More Effective Communication with Children -
Robert Elias Najemy
A CHILD WANTS TO GO TO THE MOVIES
A child keeps pleading to be taken to a movie, but has not cleaned up his room
for several days, a job, which he agreed to do.
What might be an average type of communication? An average parent may call the
child lazy, irresponsible and inconsiderate.
An I-message in this case might be something like this:
"My child, sit down. I would like to express to you how I feel at this moment.
There is conflict within me: on the one hand, I love you and want you to be
happy. I want you to be able to enjoy that which makes you happy. I would like
to take you to the movies, so that you might enjoy yourself. On the other
hand, I feel cheated and that an injustice has been done, because we have made
an agreement that you would clean your room, and you have not kept it. That
makes me feel that you are not respecting our agreement and my need for your
room to be clean.
"I also have another need, which is to feel that I am bringing you up in the
proper way. When I see that you are not taking your word and your
responsibilities seriously, I have doubts as to whether I am doing a good job
and whether you will be able to function well in society, if you are not
keeping your word. So I cannot bring myself to take you to the movies until
you keep your word and clean up your room".
The parent may then lead into active listening with something like, "How do
you feel what I have just said to you? Does it seem fair? Do you feel hurt?
Would you like to talk about it?"
Also, the parent may take this opportunity to discuss with the child the
factors that have prevented him from cleaning up his room.
"From the fact that you have not cleaned up your room, I get the idea that you
do not like to do that job. Is there some special reason for that? Do you feel
that it is unfair that I ask you to do that? What do you think would be a fair
way to handle this situation? Have you some suggestions as to how we can
overcome this source of tension between us?"
I can hear some parents who are reading this saying to themselves, "My child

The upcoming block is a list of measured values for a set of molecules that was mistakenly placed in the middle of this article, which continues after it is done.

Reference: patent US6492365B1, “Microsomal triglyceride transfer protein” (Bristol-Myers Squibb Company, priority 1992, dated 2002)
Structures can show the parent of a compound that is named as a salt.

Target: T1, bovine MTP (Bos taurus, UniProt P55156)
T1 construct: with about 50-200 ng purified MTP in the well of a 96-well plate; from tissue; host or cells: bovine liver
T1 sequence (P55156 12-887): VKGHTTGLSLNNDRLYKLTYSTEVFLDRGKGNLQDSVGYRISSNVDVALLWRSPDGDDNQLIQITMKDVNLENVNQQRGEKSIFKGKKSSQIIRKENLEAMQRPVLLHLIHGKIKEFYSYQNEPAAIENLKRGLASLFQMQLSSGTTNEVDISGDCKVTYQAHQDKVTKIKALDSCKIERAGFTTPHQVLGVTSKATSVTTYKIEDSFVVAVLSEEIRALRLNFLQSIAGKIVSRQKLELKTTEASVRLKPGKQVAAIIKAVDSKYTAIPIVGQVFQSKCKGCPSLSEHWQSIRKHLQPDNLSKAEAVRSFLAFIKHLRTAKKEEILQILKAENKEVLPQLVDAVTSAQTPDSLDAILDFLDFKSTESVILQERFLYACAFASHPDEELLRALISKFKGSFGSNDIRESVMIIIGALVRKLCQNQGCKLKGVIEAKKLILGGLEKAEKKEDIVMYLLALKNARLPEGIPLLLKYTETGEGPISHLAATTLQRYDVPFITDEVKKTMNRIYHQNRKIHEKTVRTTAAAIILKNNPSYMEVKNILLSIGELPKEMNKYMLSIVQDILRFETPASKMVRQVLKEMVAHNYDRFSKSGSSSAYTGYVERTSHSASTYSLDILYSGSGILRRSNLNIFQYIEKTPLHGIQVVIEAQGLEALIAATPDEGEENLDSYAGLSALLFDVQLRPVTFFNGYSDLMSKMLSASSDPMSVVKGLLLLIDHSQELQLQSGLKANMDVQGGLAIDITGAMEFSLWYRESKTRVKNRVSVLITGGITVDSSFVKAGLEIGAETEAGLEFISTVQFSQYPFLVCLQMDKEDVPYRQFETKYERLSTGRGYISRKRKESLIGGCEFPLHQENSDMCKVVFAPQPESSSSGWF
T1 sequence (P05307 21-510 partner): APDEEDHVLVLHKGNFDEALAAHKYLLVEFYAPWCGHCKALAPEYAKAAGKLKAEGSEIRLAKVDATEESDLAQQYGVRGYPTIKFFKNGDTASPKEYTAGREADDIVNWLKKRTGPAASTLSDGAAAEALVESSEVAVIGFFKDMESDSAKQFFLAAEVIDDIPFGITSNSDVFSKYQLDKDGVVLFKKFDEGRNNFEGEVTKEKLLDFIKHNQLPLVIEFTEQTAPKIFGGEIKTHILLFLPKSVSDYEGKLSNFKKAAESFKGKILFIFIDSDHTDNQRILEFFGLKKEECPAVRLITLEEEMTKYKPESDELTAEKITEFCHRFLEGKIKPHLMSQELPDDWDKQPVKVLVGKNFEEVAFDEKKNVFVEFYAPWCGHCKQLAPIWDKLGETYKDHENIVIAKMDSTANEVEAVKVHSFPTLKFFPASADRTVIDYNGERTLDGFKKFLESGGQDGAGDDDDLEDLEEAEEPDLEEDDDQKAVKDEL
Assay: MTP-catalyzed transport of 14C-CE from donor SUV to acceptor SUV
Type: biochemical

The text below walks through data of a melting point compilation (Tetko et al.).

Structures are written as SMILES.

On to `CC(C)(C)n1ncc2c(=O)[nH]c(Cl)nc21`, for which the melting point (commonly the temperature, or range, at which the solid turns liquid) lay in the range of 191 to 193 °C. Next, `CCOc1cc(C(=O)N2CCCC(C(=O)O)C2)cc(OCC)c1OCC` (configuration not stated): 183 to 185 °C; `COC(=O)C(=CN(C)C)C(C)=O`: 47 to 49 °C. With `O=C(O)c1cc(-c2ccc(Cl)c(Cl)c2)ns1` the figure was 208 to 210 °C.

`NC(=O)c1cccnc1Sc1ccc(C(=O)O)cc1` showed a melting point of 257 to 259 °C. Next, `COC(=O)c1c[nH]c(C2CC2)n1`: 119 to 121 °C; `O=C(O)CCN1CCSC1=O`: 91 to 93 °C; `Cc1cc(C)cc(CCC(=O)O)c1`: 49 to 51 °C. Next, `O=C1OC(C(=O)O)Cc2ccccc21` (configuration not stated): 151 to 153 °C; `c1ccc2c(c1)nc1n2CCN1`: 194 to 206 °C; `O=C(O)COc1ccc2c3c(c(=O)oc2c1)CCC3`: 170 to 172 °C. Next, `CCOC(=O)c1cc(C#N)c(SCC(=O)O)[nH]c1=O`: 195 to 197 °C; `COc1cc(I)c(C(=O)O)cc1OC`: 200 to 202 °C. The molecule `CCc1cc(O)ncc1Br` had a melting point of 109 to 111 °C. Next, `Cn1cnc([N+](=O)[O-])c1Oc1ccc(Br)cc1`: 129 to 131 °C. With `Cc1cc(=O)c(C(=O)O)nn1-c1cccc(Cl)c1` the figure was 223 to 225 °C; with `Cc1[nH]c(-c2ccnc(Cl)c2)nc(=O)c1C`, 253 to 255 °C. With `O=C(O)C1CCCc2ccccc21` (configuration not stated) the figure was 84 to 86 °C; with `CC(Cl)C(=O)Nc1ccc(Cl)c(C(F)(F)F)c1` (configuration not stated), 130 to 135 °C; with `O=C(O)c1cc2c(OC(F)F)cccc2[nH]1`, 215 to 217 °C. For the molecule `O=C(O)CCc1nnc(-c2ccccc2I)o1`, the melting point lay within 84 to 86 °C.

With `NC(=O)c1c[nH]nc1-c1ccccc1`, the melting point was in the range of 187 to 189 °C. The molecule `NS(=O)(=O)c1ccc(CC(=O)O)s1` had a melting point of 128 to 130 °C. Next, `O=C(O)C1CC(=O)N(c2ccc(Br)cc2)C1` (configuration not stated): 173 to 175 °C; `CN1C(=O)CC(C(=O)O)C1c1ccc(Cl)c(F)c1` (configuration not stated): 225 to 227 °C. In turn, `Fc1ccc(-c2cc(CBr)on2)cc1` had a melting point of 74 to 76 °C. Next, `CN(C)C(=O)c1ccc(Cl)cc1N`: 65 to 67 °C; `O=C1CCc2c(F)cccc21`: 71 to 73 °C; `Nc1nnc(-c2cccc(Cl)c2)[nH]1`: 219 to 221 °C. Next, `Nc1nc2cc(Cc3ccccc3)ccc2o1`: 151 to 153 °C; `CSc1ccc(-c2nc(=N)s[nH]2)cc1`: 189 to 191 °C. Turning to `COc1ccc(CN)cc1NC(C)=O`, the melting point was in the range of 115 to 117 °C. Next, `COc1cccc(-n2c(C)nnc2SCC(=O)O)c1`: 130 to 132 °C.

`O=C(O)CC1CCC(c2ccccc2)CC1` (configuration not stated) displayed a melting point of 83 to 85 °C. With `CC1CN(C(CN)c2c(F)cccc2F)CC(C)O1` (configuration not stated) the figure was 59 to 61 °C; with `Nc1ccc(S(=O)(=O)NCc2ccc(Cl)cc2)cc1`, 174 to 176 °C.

will never understand these explanations". My personal experience is that any
child over two years old can understand the intent behind this communication
and will feel the parentıs respect, love and concern through it, and will feel
the same for the parent.
THE BLARING STEREO
A child is playing her CDıs so loud that the parents in the next room cannot
communicate with one another.
An angry parent may likely say, "Canıt you be more considerate of others? Are
you deaf? Why do you play that so loud?"
Would we talk that way to our neighbors if they were playing the music that
loud? Would we talk that way to our colleague, our boss or our friends? Do we
have the right to speak demeaningly to our children just because we think they
belong to us? Imagine how you would politely communicate with a neighbor who
was playing music loudly (especially if he is physically bigger than you are).
Remember that the key to effective communication is that we neither suppress
ourselves nor the others. We respect both our needs and those of the others.
So, we are not going to put up with the music, but neither are we going to
hurt the otherıs feelings.
An example in this case might be as follows:
"Maria, could you please turn down the music for a moment? I would like to
tell you something which is very important to me. I have conflicting needs. My
need for you is to be happy and not to feel suppressed. I also do not want to
be in a state of conflict with you because when I am, I do not feel at all
well; and neither do you.
"On the other hand, I cannot tolerate the high volume which you were just
playing your music. Your father and I are trying to talk in the next room and
we cannot hear each other because of the music.
"I also have the need not to bother the neighbors, just as I would not like
them to bother us. I would like to keep up good relationships with them. I ım
afraid that the loud music may be bothering them. For that reason I ask you to
please cooperate on this matter and play the music at a lower volume or
perhaps you could wear headphones and enjoy the music at the volume you
prefer, while we have peace".
Then the parent might want to lead into active listening as to how the child
feels about that message. "How do you feel about what I ım asking you to do?
Do you feel suppressed or unhappy? I hope we can find a way for both of us to
be happy. Tell me your feelings".
This method of communication is much more likely to encourage willful
cooperation from the child, while respect between parent and child is mutually
Although we feel great love for our children, we are often unable to
communicate that love, because of a lack in communication skills. We mean
well; but our own problems and fears get in our way and disrupt our
communication with our children.
If we care for our bodies and minds,
they will care for us.
(Robert Elias Najemy's recently released book "The Psychology of Happiness"
(ISBN 0-9710116-0-5) is available at
His writings can be viewed at
http://www.HolisticHarmony.com where you can also download FREE
articles and e-books.)